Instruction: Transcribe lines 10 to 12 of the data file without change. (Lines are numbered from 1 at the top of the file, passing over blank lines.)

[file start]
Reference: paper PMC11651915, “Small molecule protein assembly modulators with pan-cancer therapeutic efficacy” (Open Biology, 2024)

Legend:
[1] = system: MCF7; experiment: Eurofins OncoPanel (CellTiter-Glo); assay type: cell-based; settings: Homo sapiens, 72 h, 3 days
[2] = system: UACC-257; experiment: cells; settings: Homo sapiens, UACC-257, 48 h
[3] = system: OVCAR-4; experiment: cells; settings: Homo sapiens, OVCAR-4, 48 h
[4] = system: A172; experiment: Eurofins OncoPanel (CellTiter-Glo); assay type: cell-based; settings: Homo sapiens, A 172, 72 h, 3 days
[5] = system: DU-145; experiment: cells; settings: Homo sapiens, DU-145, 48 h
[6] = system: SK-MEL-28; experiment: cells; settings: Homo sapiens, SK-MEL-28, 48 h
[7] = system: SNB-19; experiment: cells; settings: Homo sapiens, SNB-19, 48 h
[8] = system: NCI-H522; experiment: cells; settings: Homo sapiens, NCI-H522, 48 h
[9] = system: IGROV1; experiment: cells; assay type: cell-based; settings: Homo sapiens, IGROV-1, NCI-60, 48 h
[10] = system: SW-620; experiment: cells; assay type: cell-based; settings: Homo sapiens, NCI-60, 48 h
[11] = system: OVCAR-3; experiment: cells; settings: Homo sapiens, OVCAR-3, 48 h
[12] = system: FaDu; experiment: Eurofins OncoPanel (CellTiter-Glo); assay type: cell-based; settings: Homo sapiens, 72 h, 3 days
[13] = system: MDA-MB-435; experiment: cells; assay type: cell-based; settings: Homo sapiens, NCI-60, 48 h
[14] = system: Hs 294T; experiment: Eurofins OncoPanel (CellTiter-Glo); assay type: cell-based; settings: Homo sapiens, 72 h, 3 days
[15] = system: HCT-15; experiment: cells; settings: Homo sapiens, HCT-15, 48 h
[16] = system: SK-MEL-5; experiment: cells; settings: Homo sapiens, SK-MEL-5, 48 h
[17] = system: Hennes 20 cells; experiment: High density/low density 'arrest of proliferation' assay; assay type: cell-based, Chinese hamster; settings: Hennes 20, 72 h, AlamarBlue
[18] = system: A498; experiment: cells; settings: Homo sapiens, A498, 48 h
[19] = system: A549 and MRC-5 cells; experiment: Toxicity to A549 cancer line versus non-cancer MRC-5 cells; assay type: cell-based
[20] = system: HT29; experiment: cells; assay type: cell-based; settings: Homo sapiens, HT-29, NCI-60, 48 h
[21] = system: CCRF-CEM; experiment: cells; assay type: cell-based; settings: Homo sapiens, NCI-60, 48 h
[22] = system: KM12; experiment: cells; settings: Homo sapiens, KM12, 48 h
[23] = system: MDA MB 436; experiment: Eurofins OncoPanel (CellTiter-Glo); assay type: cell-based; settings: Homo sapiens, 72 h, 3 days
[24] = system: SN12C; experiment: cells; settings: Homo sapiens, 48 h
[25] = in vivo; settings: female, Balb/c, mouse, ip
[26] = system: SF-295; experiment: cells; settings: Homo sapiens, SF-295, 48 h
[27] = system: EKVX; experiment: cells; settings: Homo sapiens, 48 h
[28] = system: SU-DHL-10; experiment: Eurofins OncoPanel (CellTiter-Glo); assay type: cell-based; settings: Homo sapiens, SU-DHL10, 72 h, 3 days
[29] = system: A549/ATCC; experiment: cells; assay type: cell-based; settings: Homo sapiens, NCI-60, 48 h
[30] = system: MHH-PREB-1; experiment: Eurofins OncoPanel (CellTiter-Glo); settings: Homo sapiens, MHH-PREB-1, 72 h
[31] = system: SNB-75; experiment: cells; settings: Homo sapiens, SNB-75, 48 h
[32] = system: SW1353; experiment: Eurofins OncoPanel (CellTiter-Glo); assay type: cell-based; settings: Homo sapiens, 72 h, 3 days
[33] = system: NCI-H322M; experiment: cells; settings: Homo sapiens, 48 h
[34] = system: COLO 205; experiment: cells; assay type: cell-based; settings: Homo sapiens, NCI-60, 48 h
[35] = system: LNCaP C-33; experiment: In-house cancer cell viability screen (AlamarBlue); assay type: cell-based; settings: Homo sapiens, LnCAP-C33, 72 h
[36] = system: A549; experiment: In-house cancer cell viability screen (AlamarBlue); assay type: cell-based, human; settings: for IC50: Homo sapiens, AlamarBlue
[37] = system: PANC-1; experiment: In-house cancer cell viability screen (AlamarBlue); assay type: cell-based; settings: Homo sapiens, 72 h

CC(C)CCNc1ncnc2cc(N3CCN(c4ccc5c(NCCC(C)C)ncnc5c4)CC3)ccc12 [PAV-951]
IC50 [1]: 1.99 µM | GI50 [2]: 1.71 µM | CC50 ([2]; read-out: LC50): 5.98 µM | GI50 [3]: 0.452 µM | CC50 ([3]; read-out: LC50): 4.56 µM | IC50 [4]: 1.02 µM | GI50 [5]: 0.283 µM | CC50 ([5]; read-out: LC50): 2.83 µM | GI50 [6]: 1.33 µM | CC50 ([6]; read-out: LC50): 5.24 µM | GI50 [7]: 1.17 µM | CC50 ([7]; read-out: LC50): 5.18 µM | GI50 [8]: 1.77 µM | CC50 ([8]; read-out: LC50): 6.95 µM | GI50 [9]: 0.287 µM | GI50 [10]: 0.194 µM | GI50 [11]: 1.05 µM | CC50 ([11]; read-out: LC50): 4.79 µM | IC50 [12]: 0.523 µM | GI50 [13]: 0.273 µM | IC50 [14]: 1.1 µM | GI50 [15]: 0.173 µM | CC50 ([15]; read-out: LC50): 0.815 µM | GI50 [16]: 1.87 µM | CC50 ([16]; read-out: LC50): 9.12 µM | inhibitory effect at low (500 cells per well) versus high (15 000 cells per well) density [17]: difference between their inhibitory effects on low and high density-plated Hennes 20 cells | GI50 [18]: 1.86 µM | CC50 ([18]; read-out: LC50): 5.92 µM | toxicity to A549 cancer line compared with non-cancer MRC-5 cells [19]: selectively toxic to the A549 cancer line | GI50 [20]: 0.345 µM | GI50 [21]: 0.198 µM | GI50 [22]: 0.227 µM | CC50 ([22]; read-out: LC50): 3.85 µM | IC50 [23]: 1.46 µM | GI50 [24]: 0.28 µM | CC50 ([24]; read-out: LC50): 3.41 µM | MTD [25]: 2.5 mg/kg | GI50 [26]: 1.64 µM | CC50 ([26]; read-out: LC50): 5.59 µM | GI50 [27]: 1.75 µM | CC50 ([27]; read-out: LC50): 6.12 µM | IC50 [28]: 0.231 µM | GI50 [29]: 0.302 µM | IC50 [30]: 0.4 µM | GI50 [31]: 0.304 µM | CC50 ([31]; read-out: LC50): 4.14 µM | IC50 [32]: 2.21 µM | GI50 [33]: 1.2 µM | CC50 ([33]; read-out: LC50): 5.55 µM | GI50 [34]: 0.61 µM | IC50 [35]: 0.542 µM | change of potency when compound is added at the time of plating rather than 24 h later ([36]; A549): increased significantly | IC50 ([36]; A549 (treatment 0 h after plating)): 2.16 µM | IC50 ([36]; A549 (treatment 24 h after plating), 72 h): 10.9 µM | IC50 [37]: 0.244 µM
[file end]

[8] = system: NCI-H522; experiment: cells; settings: Homo sapiens, NCI-H522, 48 h
[9] = system: IGROV1; experiment: cells; assay type: cell-based; settings: Homo sapiens, IGROV-1, NCI-60, 48 h
[10] = system: SW-620; experiment: cells; assay type: cell-based; settings: Homo sapiens, NCI-60, 48 h